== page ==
Scott Walker’s victory in Wisconsin has generated more wild theories than the screenplay for “Prometheus,” with commentators claiming it as a harbinger of everything from the death of public-sector unions to a Mitt Romney victory in November to a Walker vice-presidential nomination and even a presidential bid of his own.
Adding another voice to the pile, Walker offered a broad assessment of what he thought his experience in Wisconsin meant in a breakfast meeting with reporters in Washington, D.C. on Thursday hosted by the Christian Science Monitor.
“Let me step back for a second,” Walker said, after over a dozen questions on Wisconsin’s impact and his thoughts on what the GOP could do to build on it. “I read a lot of commentaries on our victory that I think overstated it in either direction.”
“I think there are people on the left who say this had no impact, it was all about the money, and I think that’s completely wrong. And I think there are people on the right who think that this means every Republican is going to win and you can apply this to every state and every jurisdiction. But I think the truth is somewhere in between.”
But he made no bones about predicting big things for conservative opponents of labor unions in the wake of his success limiting collective-bargaining rights for most public-sector employees in the state.
Before, Walker said, the prevailing belief was that “big government union leaders thought no one would ever dare to make the kind of changes we made,” and if anyone did, labor would be quick to “punish us” as an example. No longer, he predicted, would officials be scared off from attempting similar changes.
“My interest is in governing, and I don’t think they’ll have that kind of influence because the kind of bullying tactics that they used before just won’t work,” he said.
Walker demurred on whether Republican governors should pursue similar changes in other states after the next election.
“Every state’s a little bit different, but in our case you couldn’t make those changes unless you reformed collective bargaining,” he said.
As for the presidential election, Walker warned that his victory should not be taken as a sign of an impending Romney win in Wisconsin.
“I firmly believe that if Gov. Romney looks at Wisconsin and thinks that he can win just because I have an ‘R’ next to my name and he has an ‘R’ name … that’s not how he wins,” Walker said. “It wasn’t just Republicans and conservatives who got me elected.”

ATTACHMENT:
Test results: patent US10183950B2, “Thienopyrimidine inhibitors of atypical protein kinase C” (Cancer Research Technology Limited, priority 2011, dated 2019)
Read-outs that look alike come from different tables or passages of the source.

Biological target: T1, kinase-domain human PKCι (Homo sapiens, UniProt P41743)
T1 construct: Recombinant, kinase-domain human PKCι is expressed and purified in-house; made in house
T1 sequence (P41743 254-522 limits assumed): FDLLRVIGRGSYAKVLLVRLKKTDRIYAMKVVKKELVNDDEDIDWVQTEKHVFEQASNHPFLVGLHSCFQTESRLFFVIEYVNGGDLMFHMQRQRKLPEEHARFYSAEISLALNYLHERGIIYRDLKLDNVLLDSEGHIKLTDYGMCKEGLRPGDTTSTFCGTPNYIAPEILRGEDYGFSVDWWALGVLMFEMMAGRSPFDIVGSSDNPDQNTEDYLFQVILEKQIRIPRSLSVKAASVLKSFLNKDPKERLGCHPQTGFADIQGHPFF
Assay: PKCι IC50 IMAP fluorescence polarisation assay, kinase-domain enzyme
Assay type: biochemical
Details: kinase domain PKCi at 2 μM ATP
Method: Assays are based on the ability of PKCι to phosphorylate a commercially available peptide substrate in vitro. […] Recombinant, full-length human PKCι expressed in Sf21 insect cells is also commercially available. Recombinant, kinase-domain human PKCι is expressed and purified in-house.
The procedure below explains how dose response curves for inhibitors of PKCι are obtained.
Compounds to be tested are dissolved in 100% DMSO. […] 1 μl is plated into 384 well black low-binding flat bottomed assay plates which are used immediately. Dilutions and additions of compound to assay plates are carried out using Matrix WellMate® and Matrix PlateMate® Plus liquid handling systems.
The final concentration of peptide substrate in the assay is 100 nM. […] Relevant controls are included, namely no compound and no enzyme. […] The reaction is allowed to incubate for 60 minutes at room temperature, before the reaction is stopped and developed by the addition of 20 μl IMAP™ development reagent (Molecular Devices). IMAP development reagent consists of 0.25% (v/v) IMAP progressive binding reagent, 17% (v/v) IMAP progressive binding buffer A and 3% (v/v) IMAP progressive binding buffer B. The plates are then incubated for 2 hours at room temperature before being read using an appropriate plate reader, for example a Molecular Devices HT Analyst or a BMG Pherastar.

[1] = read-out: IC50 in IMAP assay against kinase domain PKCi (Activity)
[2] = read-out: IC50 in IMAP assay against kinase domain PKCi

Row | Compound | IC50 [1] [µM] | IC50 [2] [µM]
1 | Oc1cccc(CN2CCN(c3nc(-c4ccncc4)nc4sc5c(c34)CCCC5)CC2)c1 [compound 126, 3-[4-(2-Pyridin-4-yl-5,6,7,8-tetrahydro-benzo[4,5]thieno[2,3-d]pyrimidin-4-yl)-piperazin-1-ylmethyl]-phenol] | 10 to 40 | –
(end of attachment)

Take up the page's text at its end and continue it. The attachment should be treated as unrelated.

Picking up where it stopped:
Walker stressed repeatedly that Romney needed to adopt the mantle of “reformer” by pushing a detailed plan to deal with the budget, even if it’s politically dangerous. That plan, he strongly implied, should hew close to the one proposed by fellow Wisconsinite Paul Ryan, whom Walker repeatedly talked up as a model for the party and a potential vice presidential pick.
“People are so cynical about politics that people who are willing to stick their neck out a little bit, I think there’s a great deal of reverence,” he said, citing Ryan as an example. “I think [Romney needs] to have a simple message of not only why we need to replace the current occupant of the White House, but also we he would be better.”
After a brutal year of protests and recall campaigns, Walker predicted his own agenda would grow quieter and more bipartisan as he pledged to turn to issues like education standards and worker-training programs next year that he hopes will bring some Democrats on board.
One potential minefield he suggested he wouldn’t pursue: right-to-work legislation, already in effect in many Republican-leaning states, which limits unions’ ability to recruit new members.
“We’re not going to go through that whole battle over again,” Walker said. Besides, he said, he considers private-sector unions an “ally” in many cases.
Benjy Sarlin is a reporter for Talking Points Memo and co-writes the campaign blog, TPM2012. He previously reported for The Daily Beast/Newsweek as their Washington Correspondent and covered local politics for the New York Sun.